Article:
Absolute Fuckwits: An inglorious category, the ‘absolute fuckwits’ sit a rung below the humble Ebola virus. Usually resigned to bus drivers, taxis and overlanding tour groups, they take up the entire road, chop up the entire road, and leave a sand storm for the entire road. This category, often denounced by all other road users, often has the effect in making Australian cyclists yell out loud, “ABSOLUTE FUCKWIT!!”

I cycled in the direction of one of Namibia’s foremost tourist attractions, Fish River Canyon. Touted as the second largest canyon system in the world, it snakes its way over 160km with a maximum width of 27km. The night before my arrival, I decided to camp in the Ai-Ais National Park with the intention of saving money on campsite fees. It was only at 8pm when I nearly shat myself at the sickly sound of hyenas circling my tent.

I was in the middle of nowhere, alone and frozen with fear with my trusty, yet pitiful 2” Leatherman blade. It wouldn’t have stood much a chance against a pack of hungry animals, so I resided my fate and concurred it wasn’t worth losing sleep over. They came back three separate times that night, and I have never been happier to see sunlight. Quite rich coming from redhead. On three scattered hours of sleep I packed up my gear and rode out to the main Fish River Canyon lookout.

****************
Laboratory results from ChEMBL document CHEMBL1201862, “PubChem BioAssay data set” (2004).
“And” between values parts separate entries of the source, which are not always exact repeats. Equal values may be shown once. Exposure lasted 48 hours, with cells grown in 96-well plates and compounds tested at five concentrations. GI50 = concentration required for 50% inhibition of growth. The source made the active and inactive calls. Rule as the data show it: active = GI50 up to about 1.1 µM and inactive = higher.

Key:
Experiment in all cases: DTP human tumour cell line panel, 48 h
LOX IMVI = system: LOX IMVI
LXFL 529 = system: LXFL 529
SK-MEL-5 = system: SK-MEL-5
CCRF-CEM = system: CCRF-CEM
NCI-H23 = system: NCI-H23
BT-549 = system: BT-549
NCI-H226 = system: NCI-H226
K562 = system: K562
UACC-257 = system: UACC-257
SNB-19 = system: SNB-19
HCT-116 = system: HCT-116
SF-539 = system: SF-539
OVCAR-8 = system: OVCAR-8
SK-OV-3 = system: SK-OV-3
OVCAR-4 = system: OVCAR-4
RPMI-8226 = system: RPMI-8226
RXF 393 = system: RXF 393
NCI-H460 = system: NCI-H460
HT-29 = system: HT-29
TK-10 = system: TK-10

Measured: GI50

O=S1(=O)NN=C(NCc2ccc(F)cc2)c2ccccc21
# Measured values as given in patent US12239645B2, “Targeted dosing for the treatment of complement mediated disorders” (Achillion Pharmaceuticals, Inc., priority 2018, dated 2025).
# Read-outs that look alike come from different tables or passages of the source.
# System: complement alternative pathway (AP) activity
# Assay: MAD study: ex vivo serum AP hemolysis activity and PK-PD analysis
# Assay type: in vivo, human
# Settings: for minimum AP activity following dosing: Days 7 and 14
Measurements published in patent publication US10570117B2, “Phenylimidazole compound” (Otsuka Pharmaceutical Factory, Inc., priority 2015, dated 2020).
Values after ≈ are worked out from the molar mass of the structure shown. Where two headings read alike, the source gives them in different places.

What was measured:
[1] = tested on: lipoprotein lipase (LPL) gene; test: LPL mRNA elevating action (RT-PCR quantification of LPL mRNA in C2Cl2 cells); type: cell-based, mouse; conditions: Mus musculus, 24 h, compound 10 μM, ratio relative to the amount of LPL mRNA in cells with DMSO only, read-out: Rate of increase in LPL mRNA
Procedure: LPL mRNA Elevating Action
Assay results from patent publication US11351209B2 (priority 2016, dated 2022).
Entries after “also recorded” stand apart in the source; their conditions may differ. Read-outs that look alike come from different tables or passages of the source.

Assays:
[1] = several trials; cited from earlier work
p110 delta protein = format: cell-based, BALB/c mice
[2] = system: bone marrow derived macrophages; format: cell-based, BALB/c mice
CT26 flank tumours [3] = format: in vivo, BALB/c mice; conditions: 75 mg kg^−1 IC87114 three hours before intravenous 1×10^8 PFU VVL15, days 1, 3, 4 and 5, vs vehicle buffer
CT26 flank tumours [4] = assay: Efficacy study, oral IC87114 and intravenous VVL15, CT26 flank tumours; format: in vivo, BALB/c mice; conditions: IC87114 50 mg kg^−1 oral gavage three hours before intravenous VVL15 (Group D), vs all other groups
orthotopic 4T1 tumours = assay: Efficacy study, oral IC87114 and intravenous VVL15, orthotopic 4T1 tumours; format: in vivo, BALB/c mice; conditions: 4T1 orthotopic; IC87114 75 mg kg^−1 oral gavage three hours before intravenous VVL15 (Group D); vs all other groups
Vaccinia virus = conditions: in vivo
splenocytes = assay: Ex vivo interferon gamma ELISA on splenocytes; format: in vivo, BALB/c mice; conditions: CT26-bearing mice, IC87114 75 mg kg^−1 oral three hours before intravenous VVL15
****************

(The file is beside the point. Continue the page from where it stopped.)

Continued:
I coughed up the 80R entrance fee and cycled one of the most horrendous, corrugated roads to the main lookout. Over the space of four hours I watched a steady stream of tourists arrive, take their photos and then leave within the space of 30 minutes; a mere blip in the canyon’s life.

The canyon system has artwork dating back an impressive 27,000 years, and as I watched millennials pout in front of a selfie stick, I really wondered how far we’d come and how I’d nearly trade it all in to be one of the original inhabitants.